Monday, September 30, 2013

How to Combat Commuting Stress

It’s difficult to enjoy life when you’re stuck in the car with the air pollution, inability to control your environment and inability to get to your destination on time.

Traffic jam

One of the largest impacts to our everyday health is the amount of stress we encounter. Some of our daily stressors are avoidable, others not so much. One that most everyone in an industrialized country has experienced is commuting traffic. It’s difficult to enjoy life when you’re stuck in the car with the air pollution, inability to control your environment and inability to get to your destination on time. We want more time in the comfort of our homes, with our loved ones, enjoying the fruit of our labor. However, when given the choice, most Americans choose to increase their commute if it means affording a home with an extra bedroom or bathroom, according to one survey. Speaking of affordability, another study found that the typical household spends nearly 20 percent of its income on driving costs, more than it spends on food.

Your body's response to acute stress can be life-saving if you’re running from a predator, but chronic stress can take a toll on your body, increasing your risk of cardiovascular disease, hypertension and back and neck pain. During a study comparing the blood pressure and pulse rates of fighter pilots and riot police during training exercises, researcher David Lewis found that commuting can be even more stressful. According to Dr. Lewis, this is mainly due to commuters' inability to change their situation, whereas police and pilots have the necessary training to address their stressful situations.

So how can commuters address or avoid these stressful situations? Here are a few ideas:

  • Leave for work earlier to beat the rush.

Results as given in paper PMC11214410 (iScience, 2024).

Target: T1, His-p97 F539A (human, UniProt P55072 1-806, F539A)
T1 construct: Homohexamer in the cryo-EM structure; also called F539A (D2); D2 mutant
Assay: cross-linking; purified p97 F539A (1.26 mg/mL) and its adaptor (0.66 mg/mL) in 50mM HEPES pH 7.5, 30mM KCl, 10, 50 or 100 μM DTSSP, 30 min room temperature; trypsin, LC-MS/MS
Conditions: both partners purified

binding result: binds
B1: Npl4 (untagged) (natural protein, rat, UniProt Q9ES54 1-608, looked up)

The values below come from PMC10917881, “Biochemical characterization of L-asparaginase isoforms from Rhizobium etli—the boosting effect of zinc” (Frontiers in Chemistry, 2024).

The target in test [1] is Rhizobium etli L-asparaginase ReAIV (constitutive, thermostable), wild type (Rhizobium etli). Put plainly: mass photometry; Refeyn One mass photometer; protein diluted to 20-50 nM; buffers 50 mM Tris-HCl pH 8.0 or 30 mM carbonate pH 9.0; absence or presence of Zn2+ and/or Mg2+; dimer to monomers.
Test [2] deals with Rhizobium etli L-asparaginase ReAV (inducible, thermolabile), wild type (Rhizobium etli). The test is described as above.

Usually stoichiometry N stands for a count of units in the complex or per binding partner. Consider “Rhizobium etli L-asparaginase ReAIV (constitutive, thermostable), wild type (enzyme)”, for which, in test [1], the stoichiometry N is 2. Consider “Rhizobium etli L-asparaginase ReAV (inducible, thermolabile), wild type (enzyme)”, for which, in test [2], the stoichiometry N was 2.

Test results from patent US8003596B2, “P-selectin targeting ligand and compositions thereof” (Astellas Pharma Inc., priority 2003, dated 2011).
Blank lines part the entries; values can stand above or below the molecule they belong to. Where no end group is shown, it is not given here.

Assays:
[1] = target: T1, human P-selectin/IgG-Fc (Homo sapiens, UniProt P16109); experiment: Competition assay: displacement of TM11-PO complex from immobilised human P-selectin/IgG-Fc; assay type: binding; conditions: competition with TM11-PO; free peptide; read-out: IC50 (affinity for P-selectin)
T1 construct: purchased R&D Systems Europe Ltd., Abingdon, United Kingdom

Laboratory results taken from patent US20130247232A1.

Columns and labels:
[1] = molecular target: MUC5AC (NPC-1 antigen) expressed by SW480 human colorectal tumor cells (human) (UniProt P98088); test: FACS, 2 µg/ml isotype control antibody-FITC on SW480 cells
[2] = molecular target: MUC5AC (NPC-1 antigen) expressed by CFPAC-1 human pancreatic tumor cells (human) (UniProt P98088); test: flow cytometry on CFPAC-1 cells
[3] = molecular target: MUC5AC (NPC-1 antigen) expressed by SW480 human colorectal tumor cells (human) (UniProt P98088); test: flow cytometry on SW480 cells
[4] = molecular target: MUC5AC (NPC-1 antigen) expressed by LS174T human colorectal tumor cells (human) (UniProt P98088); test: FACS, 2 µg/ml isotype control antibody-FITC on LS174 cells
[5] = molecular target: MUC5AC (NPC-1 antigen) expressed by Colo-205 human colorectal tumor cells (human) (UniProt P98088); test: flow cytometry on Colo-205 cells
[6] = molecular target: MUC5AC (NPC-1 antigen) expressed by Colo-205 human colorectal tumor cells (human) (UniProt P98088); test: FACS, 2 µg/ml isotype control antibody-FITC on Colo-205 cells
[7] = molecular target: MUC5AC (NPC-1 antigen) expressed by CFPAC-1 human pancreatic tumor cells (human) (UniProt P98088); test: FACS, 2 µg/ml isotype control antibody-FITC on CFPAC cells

• Check a map to see if there is a better way around congestion spots.
  • Adjust the controls of your car so the driving position is as comfortable as possible.
  • When using public transportation, read or distract yourself in some other way.
  • Play calming music when frustrated.
  • Use relaxation techniques to manage stress when you experience it.
  • Use positive thinking skills to think about the commute in a more positive way.
  • Listen to books on tape.
  • If you’re able to find a job closer to home or find a home closer to your job, take it.
  • Carpool. Conversation helps pass the time.

A study looking at how people choose to spend the moments of their life found that commuting is the daily activity that generates the lowest level of positive effect, as well as a relatively high level of negative effect. So the next time you’re faced with the decision of increasing your commute or not, remember the effects this may have on your health, wallet and precious moments of your life.

— By Joseph Garrett, ND, naturopathic doctor and resident at Bastyr Center for Natural Health

FALL 2015
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